San Diego Business Journal

Local and out-of-state biotechnology professionals are looking at certificate and degree programs offered by UC San Diego, San Diego State University and Cal State San Marcos to advance their careers.

UCSD Extension offers 11 certificate programs for biotech professionals, while SDSU has three certificate programs and Cal State San Marcos started its first certificate program for biotech workers, or those who want to be, in January.

UCSD's programs are in bioinformatics, biotechnology manufacturing, clinical trial administration, design and management, drug discovery and development, medicinal chemistry, quality assurance and control, and regulatory affairs.

"The most popular programs are biotechnology manufacturing and regulatory affairs," said Essy Levy, program coordinator for UCSD Extension Bioscience.

"It has to do with the history of biotechnology," Levy said about the regulatory affairs program.

As the industry matured and companies' focus shifted from trying to discover drugs to testing experimental drugs in people in recent years, the demand for people with know-how in Food and Drug Administration rules and regulations became more important.

Nowadays, UCSD draws between 18 and 30 students a class, Levy said. The online classes have drawn biotech workers from other parts of the country as well, she said.

Specialized Certificate

UCSD offers a specialized certificate composed of four courses and a 12-course certificate, which gives a broader overview.

Courses run between $400 and $500 each.

Often, the companies encourage employees to get extra education and are willing to pay for it, said Levy, who teaches an introductory course in molecular biology.

Biotechnology manufacturing, which teaches students skills in what it takes to produce a drug according to FDA regulations, is another popular program, she added.

"We have a good manufacturing course offered year-around," Levy noted.

Teaching New Techniques

SDSU's three certificate programs are in the fields of biotechnology, regulatory affairs and biomedical quality systems.

The biotechnology program introduces science graduates and technicians already working in the biotech industry to new techniques used in molecular biological research laboratories, according to SDSU.

The regulatory affairs certificate program teaches basic knowledge of the laws and regulations that govern the biotech industry.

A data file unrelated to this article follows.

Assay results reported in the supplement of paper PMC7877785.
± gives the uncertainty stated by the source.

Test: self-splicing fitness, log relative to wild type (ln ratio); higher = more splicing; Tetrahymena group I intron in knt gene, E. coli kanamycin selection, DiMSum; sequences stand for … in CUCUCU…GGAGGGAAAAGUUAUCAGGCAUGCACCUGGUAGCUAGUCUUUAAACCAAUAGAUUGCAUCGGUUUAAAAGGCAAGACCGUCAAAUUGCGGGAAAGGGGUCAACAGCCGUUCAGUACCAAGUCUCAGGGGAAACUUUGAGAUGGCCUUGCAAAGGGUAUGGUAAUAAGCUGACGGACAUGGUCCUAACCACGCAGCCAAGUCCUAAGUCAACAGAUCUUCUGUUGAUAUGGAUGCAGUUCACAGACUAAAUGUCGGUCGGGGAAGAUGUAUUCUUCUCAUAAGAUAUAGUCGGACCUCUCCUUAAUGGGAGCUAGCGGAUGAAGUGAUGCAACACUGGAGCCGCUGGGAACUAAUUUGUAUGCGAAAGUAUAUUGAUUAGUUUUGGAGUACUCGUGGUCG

The biomedical quality systems program provides a background in quality systems principles and practices to develop biotechnology products.

All classes are taken online, said Dale Sevier, director for the biomedical quality systems program, which is graduating its first class of four students this week.

The program started in the fall of 2004. Students need to take four classes, or 12 units, to earn the certificate. The total cost is $5,700, he said.

"All students are working professionals (with science degrees)," Sevier said.
None of them works or lives in San Diego.

They log onto their computers from Northern California, Colorado, New Jersey and Virginia to retrieve weekly assignments, listen to lectures, participate in discussions, and post answers, questions and comments on the discussion board, Sevier said.

"They are the type of people who know they need more training to move up the (company) ladder," Sevier said. Their goal: Make the vertical move from manager to director.

In 2006, SDSU plans to introduce a master's program in biomedical quality systems, which Sevier expects will draw students from the certificate programs as well.

SDSU already offers a master's degree in regulatory affairs.

New On The Scene

Cal State San Marcos started its first certificate program in the biotech field this year.

The program is a biotechnology laboratory technician certificate and teaches biotechnology workers, or those wanting to join them, basic research skills.

Al Kern, interim director for biotechnology programs at Cal State San Marcos, said the two-year certificate program, which costs $3,500, started with 13 students this year. They drive to the campus after work or on Saturdays to attend classes.

Their goal: "Join a biotech around town," Kern said. "(Some) are in the process of trying to decide what they want to do."

The program includes one chemist who wants to learn more about biology, one student who is a medical transcriptionist, someone who transcribes medical reports, and knows the medical terminology, but never spent any time in a lab, Kern added.

Because students have such diverse backgrounds, Cal State San Marcos plans to offer a "science boot camp" course to equalize their knowledge in biology and chemistry.

Students need to take five courses (one semester is 15 weeks long) to earn the certificate.

Kern said students in the first class just took their final exams last week. "We have a good indication that they are coming back in the fall."